This is, however, a digital camera that is now about seven years old. The codec is starting to show its age when compared to more recent cameras, and as people clammer for higher resolution video, native 720p might seem a little dated (and before you ask, no, I have no intention of introducing a 4k workflow into our studio. 1080p seems like a good resolution to work with on the web).

    As our video content pushed us out on the road a bit more, to unpredictable locations, with no chance of bringing much supplies or lights (or have the man power to lug that gear), I started looking into other cameras. A camera where I can change lenses to match the style. A camera that would allow me to dial in a higher ASA without introducing too much noise. Something that can handle both low light and have a big enough dynamic range that I don't lose information in light and dark spots, and something with a codec that ins't highly compressed--something that I can take into post and dial in correction setting with out pulling forward all those compression artifacts. It also needed to be ergonomically friendly--something I can hold all day long, with audio recording built in, and enough shoe mounts to hold my wireless kits.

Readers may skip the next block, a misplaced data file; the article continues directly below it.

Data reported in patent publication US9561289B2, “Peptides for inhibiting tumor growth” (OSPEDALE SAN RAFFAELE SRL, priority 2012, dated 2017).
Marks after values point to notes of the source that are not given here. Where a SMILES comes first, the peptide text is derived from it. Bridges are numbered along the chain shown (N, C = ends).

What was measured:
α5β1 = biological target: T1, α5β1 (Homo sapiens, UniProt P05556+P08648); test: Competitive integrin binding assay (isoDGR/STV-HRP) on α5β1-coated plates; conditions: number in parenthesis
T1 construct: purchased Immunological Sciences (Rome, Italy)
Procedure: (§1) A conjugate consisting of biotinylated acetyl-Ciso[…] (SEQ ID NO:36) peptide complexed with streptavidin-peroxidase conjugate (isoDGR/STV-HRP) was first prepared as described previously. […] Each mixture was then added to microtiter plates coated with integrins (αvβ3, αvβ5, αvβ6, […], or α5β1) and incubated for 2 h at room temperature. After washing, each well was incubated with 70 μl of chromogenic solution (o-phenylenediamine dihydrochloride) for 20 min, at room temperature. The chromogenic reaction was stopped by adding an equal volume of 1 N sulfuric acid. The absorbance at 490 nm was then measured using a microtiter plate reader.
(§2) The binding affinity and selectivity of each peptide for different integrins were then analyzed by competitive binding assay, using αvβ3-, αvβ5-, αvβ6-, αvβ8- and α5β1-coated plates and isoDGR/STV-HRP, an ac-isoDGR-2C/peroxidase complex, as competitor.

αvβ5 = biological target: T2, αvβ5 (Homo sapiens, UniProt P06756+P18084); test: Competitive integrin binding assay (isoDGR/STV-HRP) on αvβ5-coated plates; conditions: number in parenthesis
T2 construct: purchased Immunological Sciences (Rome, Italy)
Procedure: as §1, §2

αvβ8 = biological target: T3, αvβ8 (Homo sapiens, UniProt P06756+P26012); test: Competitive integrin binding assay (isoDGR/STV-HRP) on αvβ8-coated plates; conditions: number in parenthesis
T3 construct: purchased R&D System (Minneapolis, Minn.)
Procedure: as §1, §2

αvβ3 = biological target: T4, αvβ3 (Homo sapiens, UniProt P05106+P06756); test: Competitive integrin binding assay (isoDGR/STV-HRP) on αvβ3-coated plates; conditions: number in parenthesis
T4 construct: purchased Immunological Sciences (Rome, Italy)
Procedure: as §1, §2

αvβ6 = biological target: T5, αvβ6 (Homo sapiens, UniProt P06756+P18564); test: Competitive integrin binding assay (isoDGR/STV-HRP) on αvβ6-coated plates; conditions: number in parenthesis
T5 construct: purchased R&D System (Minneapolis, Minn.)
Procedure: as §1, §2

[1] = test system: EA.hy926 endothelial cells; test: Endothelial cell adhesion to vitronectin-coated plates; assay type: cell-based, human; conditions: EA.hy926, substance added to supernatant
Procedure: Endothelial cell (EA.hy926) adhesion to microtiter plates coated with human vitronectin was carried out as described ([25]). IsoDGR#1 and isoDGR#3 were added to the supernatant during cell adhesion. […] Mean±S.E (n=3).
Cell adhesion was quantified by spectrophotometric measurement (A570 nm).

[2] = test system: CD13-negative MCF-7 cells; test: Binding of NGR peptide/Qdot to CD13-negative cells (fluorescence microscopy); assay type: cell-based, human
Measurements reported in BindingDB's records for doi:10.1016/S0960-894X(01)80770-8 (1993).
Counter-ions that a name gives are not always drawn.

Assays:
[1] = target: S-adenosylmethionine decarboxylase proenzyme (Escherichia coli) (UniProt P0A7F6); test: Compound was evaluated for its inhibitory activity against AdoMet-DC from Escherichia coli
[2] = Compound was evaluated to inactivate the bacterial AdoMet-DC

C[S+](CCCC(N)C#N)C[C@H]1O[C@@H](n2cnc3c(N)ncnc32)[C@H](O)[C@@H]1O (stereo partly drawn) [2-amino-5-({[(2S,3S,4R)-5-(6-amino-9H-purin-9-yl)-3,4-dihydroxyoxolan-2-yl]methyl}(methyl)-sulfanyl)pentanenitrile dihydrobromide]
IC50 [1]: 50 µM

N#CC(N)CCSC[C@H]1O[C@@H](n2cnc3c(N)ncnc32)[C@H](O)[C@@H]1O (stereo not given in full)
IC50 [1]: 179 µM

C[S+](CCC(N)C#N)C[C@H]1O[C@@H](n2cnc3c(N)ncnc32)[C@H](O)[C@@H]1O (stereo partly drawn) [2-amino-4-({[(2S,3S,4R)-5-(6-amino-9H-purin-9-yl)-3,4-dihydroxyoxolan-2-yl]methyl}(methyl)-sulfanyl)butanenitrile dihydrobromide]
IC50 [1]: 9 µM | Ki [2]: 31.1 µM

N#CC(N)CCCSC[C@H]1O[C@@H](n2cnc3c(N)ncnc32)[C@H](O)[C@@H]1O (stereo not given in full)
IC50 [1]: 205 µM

I have my eyes on a camera in particular, but the timing's not right on that big ticket purchase. Some day, I hope.

    Last year I searched for something that was more in our price range and what I found was the relatively inexpensive Black Magic Pocket Cinema Camera. DSLR-like in its form factor, this is not something that I was initially comfortable with. I've used shoulder cams up until now, and putting a brick of a camera on some rods, hooked to all sorts of external devices, kind of intimidated me. However, the features (lean, but effective) on this camera kind of excited me, and it was something I felt I needed to try out, as the climate of prosumer cameras continue to change. Here's how I built out our current Blackmagic rig.

    The Rescued Film Project: Developing 31 Rolls of WWII Film